CJ highlights anomaly in drink-driving laws
The Ministry of Home Affairs (MHA) is reviewing the penalties under the Road Traffic Act for irresponsible driving, including driving under the influence of alcohol.
Included in the review is Chief Justice Sundaresh Menon's judgment grounds on Wednesday that highlighted an anomaly in how repeat offenders of drinking-related traffic offences are sentenced.
Under current law, a person who has a previous conviction for "being behind the driver's wheel while drunk" may escape jail time with a fine if caught drink driving later.
But if it was the other way around, the law calls for a mandatory jail term. That is also the case if the person is caught a second time for the same offence.
The offence of "being behind the driver's wheel while drunk" under the Act applies to drivers who are found "in charge" of a vehicle but not driving it and being over the legal blood- or breath-alcohol level.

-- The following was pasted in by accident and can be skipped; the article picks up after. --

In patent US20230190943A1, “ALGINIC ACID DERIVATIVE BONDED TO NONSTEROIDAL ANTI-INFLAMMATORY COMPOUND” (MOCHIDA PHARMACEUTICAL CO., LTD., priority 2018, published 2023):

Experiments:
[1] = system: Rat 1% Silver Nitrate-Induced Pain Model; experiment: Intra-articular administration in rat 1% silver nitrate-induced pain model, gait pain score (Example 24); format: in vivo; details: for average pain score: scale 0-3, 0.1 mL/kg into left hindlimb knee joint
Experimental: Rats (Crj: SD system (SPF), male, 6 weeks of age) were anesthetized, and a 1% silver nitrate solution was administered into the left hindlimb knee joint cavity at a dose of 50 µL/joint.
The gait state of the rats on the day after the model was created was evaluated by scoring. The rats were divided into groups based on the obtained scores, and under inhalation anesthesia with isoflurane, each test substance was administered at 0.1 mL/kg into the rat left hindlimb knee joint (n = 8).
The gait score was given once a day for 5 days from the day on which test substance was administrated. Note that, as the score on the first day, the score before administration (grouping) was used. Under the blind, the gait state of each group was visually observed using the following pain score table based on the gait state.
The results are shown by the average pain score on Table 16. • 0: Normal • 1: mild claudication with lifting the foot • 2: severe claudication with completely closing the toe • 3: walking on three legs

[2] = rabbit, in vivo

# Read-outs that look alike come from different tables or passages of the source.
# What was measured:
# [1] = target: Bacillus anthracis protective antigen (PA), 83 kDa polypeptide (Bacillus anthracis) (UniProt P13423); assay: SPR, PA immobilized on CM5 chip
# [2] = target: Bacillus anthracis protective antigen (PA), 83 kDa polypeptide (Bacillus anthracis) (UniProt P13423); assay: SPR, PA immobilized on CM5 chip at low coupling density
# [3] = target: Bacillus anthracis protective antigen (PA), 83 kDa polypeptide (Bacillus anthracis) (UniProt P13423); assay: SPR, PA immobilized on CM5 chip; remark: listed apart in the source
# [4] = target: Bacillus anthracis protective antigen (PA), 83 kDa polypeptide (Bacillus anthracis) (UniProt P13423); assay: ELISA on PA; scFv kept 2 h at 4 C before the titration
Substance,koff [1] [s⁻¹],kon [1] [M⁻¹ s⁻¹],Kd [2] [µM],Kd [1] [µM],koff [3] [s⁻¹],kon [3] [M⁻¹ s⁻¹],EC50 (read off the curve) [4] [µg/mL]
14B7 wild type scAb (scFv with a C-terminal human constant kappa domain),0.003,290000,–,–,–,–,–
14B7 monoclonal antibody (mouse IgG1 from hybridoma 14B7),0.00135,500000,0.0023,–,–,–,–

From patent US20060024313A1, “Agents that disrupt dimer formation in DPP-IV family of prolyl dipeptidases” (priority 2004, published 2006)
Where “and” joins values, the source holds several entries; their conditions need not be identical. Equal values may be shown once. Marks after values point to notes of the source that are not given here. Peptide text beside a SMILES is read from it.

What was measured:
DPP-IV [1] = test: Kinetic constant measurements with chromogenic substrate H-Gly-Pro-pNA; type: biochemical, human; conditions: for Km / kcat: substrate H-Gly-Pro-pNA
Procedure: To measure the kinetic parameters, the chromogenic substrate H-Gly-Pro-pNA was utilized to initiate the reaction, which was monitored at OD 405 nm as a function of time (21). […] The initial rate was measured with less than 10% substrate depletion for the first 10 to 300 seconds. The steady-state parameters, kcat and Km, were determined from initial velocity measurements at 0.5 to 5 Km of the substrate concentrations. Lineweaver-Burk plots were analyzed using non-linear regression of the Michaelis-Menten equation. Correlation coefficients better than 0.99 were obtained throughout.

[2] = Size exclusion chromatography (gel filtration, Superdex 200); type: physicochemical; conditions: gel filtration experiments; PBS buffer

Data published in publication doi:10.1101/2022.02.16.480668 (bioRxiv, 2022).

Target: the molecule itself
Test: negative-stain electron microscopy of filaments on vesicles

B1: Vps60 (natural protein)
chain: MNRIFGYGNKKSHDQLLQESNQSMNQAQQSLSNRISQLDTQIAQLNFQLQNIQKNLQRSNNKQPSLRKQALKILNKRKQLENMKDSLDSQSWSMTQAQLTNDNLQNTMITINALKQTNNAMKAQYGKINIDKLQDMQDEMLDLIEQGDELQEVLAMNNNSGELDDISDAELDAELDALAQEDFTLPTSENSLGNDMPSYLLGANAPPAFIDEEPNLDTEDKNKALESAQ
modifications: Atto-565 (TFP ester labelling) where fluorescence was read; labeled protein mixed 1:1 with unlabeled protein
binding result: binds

Drink driving applies when the offender is actually driving the vehicle.
CJ Menon held that "the anomaly is likely to have been the result of legislative oversight" and said it is something Parliament may have to fix. He made these comments when he reduced a motorist's one-week jail term to a $5,000 fine on appeal.
Pua Hung Jaan Jeffrey Nguyen, 34, had pled guilty in January to driving while having excessive alcohol in his blood and was sentenced to one week's jail and disqualified from driving for 30 months.
The district judge had taken into consideration that in 2012, he had been convicted for "being in charge of a vehicle while under the influence of alcohol". Pua was fined $1,000 for the 2012 offence.
He appealed to the High Court, and CJ Menon reduced the sentence but did not change the ban's length.
He made clear that while the facts of Pua's case and his culpability did not support a jail term, it must not be construed that a jail term would not be meted out in all similar cases.